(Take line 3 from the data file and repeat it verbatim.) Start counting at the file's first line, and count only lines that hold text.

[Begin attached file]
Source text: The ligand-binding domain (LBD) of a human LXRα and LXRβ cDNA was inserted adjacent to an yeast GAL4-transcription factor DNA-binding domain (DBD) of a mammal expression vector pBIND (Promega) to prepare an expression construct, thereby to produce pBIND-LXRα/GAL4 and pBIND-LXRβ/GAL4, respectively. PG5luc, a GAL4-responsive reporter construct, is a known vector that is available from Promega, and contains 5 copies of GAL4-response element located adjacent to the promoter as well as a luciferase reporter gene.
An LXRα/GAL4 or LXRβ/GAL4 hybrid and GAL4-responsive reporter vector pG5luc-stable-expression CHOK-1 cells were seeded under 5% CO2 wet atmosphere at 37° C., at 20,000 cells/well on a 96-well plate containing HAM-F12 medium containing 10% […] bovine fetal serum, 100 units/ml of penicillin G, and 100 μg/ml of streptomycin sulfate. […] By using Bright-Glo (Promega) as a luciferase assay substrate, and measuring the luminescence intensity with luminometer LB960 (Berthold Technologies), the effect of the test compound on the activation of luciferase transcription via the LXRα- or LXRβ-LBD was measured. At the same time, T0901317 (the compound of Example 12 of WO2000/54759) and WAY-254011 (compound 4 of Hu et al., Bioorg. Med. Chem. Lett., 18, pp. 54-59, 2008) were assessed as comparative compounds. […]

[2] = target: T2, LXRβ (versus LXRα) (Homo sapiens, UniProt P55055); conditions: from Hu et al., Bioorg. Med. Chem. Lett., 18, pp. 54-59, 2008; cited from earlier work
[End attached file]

[2] = target: T2, LXRβ (versus LXRα) (Homo sapiens, UniProt P55055); conditions: from Hu et al., Bioorg. Med. Chem. Lett., 18, pp. 54-59, 2008; cited from earlier work